To both Chris and Yvonne I have a question. I wonder how we can use the power of parent groups to help advocate for changes? As much as some parents complain, are there not a number of parents who can see the trends and realize that times have changed? For example: Local newspapers publish photos of students and announce game times for young sports teams, and many of these already have online versions of their papers. Students are going to have a digital footprint… shouldn’t we be advocates of this being appropriate from a young age, rather than shielding them from control over their own footprint? I guess that was more than one question. 😉

  15. Hi Dave – I am a parent (in Canada) and a workplace learning consultant. I am a huge advocate of technology to support learning in schools (and workplaces) and live in a district where we have some very strong opinions against technology, however the majority are not. We invite speakers (high school students, mainly!) to come to PAC meetings, and I personally have: created a blog for one school PAC, helped our DPAC identify web collaboration tools to help and shared some of your cyber-citizenship resources with parents. I have also created screencasts for them to view things and used the tools as much as possible to communicate with the parents, so that they can see there is some value in the variety of tech tools. Otherwise we end up in the Facebook debate, which isn’t all that productive.

    I think you need to treat this as a change and figure out what the stakeholders (in this case parents) need and/or want to know. It will help you identify specific issues and uncover what’s driving them. Here’s a link to some info on stakeholder analysis: http://www.brighthub.com/office/project-management/articles/3713.aspx – the other aspect to consider is influence on the outcome of the change, which doesn’t sound like an issue for you, but might be for others.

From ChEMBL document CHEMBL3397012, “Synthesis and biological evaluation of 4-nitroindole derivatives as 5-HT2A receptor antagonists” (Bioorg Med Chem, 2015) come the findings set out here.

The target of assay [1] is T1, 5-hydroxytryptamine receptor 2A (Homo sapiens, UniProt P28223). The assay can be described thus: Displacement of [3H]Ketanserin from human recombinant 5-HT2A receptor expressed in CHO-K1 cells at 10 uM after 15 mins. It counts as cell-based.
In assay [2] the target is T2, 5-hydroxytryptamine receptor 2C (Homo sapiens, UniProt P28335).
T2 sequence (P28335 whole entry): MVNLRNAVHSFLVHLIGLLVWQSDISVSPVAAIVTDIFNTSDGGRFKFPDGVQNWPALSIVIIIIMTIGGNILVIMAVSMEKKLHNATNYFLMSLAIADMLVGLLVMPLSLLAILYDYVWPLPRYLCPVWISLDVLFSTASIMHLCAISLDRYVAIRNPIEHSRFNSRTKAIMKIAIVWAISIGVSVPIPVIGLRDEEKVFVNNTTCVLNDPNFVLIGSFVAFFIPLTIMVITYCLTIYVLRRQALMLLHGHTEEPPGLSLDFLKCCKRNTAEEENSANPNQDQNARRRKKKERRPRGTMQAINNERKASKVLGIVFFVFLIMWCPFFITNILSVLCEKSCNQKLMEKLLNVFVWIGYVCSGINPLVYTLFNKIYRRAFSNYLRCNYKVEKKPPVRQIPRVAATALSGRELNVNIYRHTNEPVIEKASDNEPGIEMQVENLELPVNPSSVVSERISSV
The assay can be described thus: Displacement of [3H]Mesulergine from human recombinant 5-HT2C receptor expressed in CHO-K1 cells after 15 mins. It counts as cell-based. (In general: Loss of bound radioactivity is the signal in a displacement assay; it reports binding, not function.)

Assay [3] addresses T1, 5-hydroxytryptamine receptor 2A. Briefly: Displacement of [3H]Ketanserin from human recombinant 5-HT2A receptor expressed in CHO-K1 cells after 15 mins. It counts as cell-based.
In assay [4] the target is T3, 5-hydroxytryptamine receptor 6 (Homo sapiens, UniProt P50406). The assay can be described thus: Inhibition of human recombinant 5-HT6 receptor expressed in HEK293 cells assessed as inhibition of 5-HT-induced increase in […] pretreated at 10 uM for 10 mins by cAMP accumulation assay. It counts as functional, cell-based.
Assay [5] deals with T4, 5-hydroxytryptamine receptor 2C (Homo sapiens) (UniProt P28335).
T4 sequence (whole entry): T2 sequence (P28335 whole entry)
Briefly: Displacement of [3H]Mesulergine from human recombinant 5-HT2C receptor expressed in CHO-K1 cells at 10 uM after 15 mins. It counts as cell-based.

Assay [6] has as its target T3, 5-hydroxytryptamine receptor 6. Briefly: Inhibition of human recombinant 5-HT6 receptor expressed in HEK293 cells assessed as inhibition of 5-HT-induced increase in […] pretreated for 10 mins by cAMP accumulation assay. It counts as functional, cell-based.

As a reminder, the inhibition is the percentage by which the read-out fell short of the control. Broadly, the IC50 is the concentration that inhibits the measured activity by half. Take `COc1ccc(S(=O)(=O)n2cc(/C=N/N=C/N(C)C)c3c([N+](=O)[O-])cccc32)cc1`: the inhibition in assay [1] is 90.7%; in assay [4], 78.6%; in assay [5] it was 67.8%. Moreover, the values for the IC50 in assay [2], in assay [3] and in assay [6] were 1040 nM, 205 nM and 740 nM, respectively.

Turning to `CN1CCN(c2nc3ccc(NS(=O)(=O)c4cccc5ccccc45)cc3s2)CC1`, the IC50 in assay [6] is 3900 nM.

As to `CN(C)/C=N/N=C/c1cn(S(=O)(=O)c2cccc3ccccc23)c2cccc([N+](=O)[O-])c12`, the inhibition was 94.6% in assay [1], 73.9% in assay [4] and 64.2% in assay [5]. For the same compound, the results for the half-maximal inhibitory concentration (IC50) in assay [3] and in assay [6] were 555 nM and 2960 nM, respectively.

PS – the other aspect that struck me with this post is that an LMS (Moodle) or DMS (Sharepoint) is directed at administration of learning, rather than tools for learning, for kids.

    1. Thanks for the comment Holly,
      I think you would connect well with Heidi @hhg and http://www.learningconversations.ca/
      I’m really not anti-LMS’s, and they do encompass some good learning tools, they just have a rather large learning curve that I think for individual classrooms, or a handful of classrooms, or small schools, or even small districts perhaps they are not an ideal entry point for teachers (and students) new to incorporating technology into their teaching and learning practice.

      It sounds like given the circumstances you have to deal with, you have been a wonderful advocate for getting learning tools where they matter… in the hands of students. Here in China, Twitter, Facebook, Youtube, wordpress, blogspot, Tumblr, Posterous, Wetpaint (wikis), Diigo, Flickr and Picassa are all blocked, (just to name a few). Students survive here on instant messaging such as MSN Messenger, and tend not to have a lot of online profiles. They also tend to play a lot of video games and not embrace web2.0 tools beyond multi-player online games. As such, I am not dealing with anti-technology parents, I think I am mostly dealing with either very informed parents or parents that are not informed (aware) at all of what their children do online. This presentation is one of the things I have offered to parents to help: http://pairadimes.davidtruss.com/parenting-in-the-digital-age/